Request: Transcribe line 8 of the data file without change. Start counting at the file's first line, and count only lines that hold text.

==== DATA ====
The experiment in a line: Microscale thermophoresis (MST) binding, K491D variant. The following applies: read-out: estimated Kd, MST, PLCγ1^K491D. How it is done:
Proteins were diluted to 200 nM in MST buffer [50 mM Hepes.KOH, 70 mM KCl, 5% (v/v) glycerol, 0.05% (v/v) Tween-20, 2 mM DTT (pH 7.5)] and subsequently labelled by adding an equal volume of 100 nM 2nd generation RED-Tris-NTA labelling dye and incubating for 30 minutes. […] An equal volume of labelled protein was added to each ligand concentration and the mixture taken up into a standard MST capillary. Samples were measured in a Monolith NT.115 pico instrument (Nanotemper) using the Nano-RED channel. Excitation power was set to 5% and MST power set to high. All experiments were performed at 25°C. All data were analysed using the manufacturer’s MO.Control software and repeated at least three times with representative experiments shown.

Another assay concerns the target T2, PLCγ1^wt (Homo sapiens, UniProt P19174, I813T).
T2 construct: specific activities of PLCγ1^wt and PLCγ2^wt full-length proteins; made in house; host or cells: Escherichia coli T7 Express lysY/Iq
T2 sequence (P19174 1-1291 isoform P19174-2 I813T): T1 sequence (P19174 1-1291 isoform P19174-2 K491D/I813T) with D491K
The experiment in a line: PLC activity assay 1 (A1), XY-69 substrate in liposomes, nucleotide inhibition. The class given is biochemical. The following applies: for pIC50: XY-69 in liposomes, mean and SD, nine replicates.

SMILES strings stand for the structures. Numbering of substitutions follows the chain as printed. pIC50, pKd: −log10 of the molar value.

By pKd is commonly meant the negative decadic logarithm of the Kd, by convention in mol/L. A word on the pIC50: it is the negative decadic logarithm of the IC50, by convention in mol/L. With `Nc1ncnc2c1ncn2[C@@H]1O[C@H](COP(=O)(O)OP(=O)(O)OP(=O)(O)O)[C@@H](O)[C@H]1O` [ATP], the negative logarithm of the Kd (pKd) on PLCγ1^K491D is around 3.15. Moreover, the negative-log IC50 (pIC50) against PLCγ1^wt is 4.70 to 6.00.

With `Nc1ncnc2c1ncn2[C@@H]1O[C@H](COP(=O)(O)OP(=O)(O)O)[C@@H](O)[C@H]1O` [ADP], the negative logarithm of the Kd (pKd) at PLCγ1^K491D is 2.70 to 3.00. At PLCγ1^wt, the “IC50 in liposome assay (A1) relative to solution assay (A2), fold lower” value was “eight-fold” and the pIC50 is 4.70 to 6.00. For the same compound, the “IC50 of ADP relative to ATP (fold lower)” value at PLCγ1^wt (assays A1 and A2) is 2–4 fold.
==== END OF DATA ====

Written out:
By pKd is commonly meant the negative decadic logarithm of the Kd, by convention in mol/L. A word on the pIC50: it is the negative decadic logarithm of the IC50, by convention in mol/L. With `Nc1ncnc2c1ncn2[C@@H]1O[C@H](COP(=O)(O)OP(=O)(O)OP(=O)(O)O)[C@@H](O)[C@H]1O` [ATP], the negative logarithm of the Kd (pKd) on PLCγ1^K491D is around 3.15. Moreover, the negative-log IC50 (pIC50) against PLCγ1^wt is 4.70 to 6.00.